posted slightly messy but better-than-expected second-quarter earnings, as the e-commerce and auction giant nears completion of a series of transactions that has sharpened the company’s focus on its core e-commerce business. Results were also affected by a difficult comparison with the year-ago quarter at the height of the pandemic—and a push by the company to reduce the sale of some low-price, low-margin items on the site.
For the quarter, eBay (ticker: EBAY) posted revenue of $2.7 billion, up 14% from a year ago, not including the company’s Korea business, which is accounted for as a discontinued operation. In June, eBay announced an agreement to sell an 80% stake in that unit to the Korean retailer eMart for about $3 billion in cash.
Adjusted for that business, the company’s guidance for the quarter was for revenue of $2.58 billion to $2.63 billion, eBay explained in a presentation on quarterly results.
EBay repurchased $1.5 billion of common stock in the quarter. The company has increased its buyback program for the full year to $5 billion from $2 billion.
Earnings on a non-GAAP basis were 99 cents a share excluding Korea; guidance on an adjusted basis to reflect the Korea transaction, was for non-GAAP profits of 89 cents to 94 cents a share. Under generally accepted accounting principles, the company earned 43 cents a share.
“On an apples-to-apples basis, all key business metrics met or exceeded expectations and revenue growth was driven by the acceleration in our payments migration and growth in advertising,” eBay CEO Jamie Iannone said in a statement. “We are simplifying our portfolio and growing our core while delivering significant shareholder value.”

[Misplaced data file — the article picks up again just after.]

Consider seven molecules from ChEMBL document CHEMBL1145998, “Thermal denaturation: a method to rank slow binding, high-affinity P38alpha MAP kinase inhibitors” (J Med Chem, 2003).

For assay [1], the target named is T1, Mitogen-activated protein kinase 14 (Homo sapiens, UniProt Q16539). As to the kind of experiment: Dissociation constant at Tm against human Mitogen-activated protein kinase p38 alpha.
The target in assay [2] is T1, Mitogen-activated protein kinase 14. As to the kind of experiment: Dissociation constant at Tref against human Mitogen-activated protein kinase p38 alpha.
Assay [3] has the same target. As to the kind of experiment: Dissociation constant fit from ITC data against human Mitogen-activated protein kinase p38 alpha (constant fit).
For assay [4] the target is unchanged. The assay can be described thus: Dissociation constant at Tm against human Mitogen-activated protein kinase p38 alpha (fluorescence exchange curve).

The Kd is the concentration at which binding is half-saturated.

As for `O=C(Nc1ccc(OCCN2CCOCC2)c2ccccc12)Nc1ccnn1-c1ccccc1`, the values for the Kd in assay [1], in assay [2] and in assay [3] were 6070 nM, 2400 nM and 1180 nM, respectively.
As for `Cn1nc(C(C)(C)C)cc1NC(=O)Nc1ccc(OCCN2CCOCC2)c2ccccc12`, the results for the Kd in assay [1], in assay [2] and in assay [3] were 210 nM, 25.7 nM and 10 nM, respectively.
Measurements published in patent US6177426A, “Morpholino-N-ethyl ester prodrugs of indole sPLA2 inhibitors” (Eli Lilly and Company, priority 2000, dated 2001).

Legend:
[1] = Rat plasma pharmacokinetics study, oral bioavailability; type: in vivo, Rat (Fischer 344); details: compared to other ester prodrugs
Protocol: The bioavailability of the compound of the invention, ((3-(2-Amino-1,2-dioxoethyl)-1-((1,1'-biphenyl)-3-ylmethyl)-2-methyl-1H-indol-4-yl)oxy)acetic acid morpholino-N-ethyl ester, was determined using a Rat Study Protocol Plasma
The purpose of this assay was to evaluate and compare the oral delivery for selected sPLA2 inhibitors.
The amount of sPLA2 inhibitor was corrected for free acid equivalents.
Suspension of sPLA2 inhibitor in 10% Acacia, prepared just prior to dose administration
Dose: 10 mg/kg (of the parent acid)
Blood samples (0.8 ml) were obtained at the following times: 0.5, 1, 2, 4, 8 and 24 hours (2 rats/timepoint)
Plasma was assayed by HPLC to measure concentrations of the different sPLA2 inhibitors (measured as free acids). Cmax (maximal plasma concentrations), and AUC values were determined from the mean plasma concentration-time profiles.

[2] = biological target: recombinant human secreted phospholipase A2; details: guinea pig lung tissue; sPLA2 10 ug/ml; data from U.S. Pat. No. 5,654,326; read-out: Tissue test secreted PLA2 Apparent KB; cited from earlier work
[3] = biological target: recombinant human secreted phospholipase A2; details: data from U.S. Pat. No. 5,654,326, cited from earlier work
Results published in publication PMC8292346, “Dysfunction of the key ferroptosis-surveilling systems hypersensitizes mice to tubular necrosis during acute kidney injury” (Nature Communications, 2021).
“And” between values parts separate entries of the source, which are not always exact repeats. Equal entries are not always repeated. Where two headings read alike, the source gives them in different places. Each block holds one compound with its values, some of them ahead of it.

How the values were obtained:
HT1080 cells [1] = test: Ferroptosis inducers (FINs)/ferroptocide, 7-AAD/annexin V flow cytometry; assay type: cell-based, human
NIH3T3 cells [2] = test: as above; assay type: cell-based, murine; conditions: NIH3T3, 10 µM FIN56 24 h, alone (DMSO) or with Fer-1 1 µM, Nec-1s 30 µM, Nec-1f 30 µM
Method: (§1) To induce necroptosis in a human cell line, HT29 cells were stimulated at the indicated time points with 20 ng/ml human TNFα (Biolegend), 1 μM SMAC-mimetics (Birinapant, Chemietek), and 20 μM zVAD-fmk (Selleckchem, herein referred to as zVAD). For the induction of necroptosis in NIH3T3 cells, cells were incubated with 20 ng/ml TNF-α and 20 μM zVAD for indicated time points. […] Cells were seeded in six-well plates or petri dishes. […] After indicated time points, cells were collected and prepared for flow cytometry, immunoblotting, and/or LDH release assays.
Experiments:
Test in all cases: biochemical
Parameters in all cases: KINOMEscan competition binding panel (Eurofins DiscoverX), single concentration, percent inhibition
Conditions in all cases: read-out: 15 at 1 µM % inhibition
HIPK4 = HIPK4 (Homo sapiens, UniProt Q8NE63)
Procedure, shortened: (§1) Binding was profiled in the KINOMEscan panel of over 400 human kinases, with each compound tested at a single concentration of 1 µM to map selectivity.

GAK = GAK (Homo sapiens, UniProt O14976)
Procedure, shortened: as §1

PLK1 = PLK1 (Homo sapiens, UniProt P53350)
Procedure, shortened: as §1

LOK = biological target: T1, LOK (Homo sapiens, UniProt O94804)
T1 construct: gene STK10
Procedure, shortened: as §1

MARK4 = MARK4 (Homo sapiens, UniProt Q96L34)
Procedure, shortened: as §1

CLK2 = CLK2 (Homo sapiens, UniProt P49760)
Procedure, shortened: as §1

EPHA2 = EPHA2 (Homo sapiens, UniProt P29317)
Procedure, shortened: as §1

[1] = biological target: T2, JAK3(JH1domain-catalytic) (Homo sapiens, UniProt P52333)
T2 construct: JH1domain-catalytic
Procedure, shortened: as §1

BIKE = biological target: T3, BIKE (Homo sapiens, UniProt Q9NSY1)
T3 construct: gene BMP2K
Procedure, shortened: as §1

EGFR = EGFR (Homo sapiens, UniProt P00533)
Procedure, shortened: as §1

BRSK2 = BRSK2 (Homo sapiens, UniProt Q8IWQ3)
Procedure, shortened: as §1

Gross merchandise value was $22.1 billion, down 7% as reported, and off 11% when adjusted for currency rates. In an interview with Barron’s, Iannone said that the decline reflects a combination of a difficult comparison with the previous-year period, and a concerted push to remove some low-value items from the site. He also noted that as some restrictions on consumer mobility unfolded over the course of the quarter, growth moderated—the same pattern that
com (AMZN) recently noted in reporting June quarter results.
For the third quarter, eBay projects revenue of $2.42 billion to $2.47 billion, with non-GAAP profits of 86 cents to 90 cents a share, and GAAP profits ranging from 64 cents to 68 cents a share.
Iannone said the underlying business is healthy and growing—he says the company now one year into a multiyear turnaround and that the strategy is working. He notes, for instance, that 71% of transactions are now handled by the company’s payments platform, with a target of 90% of all transactions in the September quarter.
“Our innovation playbook is really working,” he says, with continued strong growth in categories such as watches, sneakers, trading cards, and certified refurbished electronics.
EBay stock is down 1.3% in late trading to $67.16.
Write to Eric J. Savitz at firstname.lastname@example.org